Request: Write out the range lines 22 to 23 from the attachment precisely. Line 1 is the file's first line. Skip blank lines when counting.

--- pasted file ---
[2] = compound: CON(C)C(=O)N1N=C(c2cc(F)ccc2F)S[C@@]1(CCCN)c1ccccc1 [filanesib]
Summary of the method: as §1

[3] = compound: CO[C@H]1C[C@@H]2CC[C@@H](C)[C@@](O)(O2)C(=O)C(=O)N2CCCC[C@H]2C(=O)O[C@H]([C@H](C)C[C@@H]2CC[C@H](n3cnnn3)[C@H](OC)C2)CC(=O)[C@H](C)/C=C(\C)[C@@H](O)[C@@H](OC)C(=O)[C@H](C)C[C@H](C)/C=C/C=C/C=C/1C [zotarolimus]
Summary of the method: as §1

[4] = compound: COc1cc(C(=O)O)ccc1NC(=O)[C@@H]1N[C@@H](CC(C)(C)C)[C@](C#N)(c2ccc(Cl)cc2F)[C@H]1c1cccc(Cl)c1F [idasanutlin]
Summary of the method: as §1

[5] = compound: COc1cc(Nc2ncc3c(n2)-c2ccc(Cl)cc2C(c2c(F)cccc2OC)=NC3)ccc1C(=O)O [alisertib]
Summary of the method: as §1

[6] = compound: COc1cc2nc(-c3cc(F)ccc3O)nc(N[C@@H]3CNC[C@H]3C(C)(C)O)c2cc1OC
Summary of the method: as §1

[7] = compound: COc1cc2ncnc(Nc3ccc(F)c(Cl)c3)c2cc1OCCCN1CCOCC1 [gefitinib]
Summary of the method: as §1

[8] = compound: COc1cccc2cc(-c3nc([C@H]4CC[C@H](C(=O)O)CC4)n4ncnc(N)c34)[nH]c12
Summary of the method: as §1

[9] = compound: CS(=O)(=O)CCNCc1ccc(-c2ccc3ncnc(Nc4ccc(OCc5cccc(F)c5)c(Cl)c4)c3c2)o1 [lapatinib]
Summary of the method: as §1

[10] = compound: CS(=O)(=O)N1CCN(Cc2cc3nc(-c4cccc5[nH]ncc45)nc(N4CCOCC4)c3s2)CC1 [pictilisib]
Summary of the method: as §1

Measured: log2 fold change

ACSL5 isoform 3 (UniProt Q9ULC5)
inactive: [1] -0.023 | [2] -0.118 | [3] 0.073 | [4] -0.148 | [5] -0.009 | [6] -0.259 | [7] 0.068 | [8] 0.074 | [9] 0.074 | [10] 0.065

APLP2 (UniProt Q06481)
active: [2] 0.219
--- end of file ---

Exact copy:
APLP2 (UniProt Q06481)
active: [2] 0.219